[pypy-dev] Next step: gen???.py
lutz_p at gmx.net
Mon Apr 4 23:09:40 CEST 2005
Armin Rigo wrote:
> That's an excellent point.
> I played with a more promizing approach in
> http://codespeak.net/svn/pypy/dist/pypy/translator/typer.py . Basically,
> instead of enhancing genc to support all kind of typed operations and implicit
> conversions (or rely on C++ to select the operations and insert these
> conversions automatically), the abvoe module contains code that modifies the
> flow graph itself to turn it into a "low-level" flow graph. The idea was
> already floating around here. In short it turns code like
i just want to pop in the discussion and bring up my idea on flowgraph modeling again.
I know i was'nt able to convince most of you at the PyCon but i still think this is a powerful
way to describe a problem. Maybe i can convince you in the future ;)
"..that modifies the flow graph itself to turn it into a "low-level" flow graph."
This is exactly what i want to create, a visual flowgraph construction tool that enables the user to connect
abstract nodes and to model an abstract (decision, data flow,whatever ..) tree. The idea is that your building blocks
are abstract enough to be useful but atomic enough to model every possible problem. From this model i could easily
generate (R)Python code and feed it into PyPy, so for the system it should make absolutely no difference if it handles
generated or hand-typed RPython code. This user-view flowgraph can then be later translated to a system-view ( or
"low-level") flowgraph. The difference is that the user is not modeling *the* flowgraph but *a* flowgraph.
I find it even more attractive to make the generation of code just an option and to directly interface with PyPy.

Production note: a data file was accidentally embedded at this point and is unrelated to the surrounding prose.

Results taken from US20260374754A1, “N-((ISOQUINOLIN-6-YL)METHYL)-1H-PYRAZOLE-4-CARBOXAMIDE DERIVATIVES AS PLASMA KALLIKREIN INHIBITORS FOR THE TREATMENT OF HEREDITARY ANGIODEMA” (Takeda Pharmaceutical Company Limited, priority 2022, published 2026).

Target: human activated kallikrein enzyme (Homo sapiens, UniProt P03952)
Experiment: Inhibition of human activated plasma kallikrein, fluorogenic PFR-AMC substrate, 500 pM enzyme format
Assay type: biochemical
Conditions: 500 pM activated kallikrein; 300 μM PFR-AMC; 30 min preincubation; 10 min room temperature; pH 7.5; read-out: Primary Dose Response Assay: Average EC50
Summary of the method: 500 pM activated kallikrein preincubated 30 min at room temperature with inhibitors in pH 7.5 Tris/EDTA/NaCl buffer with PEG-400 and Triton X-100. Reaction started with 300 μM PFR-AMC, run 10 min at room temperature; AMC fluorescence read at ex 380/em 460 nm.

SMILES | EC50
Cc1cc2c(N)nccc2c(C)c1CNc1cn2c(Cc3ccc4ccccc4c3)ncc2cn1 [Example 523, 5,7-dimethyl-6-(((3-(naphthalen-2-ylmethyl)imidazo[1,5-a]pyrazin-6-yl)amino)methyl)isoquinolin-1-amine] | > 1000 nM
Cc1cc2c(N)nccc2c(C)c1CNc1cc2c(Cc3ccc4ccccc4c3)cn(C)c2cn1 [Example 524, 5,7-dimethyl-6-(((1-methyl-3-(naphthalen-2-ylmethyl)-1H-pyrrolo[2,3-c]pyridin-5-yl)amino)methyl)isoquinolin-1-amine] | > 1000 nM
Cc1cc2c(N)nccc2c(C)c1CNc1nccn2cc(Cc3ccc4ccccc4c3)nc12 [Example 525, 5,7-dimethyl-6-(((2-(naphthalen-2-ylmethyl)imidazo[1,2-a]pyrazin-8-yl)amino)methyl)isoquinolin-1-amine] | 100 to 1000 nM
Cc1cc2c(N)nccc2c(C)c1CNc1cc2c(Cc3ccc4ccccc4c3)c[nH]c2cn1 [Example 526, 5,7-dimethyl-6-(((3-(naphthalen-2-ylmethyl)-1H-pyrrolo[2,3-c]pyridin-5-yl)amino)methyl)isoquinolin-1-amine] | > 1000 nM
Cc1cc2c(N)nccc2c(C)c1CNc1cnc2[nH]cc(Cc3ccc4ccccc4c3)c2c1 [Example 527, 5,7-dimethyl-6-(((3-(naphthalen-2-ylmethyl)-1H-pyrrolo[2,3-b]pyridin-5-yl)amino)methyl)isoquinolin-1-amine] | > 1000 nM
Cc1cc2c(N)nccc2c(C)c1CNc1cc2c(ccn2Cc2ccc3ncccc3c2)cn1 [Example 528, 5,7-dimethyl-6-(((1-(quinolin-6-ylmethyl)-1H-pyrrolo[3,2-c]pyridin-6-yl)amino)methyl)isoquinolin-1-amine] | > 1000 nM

So opposed to the idea of having multiple code output modules (which is great) i propose an additional input module
which is visually constructed in an editor. Since i can take the route through generated RPython code into the system
there should'nt be compatibility issues.
To make my idea more clear i would like to point you to a video tutorial showing the 3d tool Houdini in action.
I want to put much of the functionality of Houdini into the visual editor i am thinking of so maybe you find it
interesting. The candle component example illustrates a whole development cycle to develop a reusable component with
(there are more on the net..)
If your interest goes event further you may want to download a free demo of Houdini (Linux & Windows) and play around
I know that this thing is only loosely related to PyPy itself and is more a generic editor, which is my intention.
In the first place i do 3d graphics so i can not put much very much time in the project but i am very interested in it
and maybe i can bring in a different point of view into the discussion ;)
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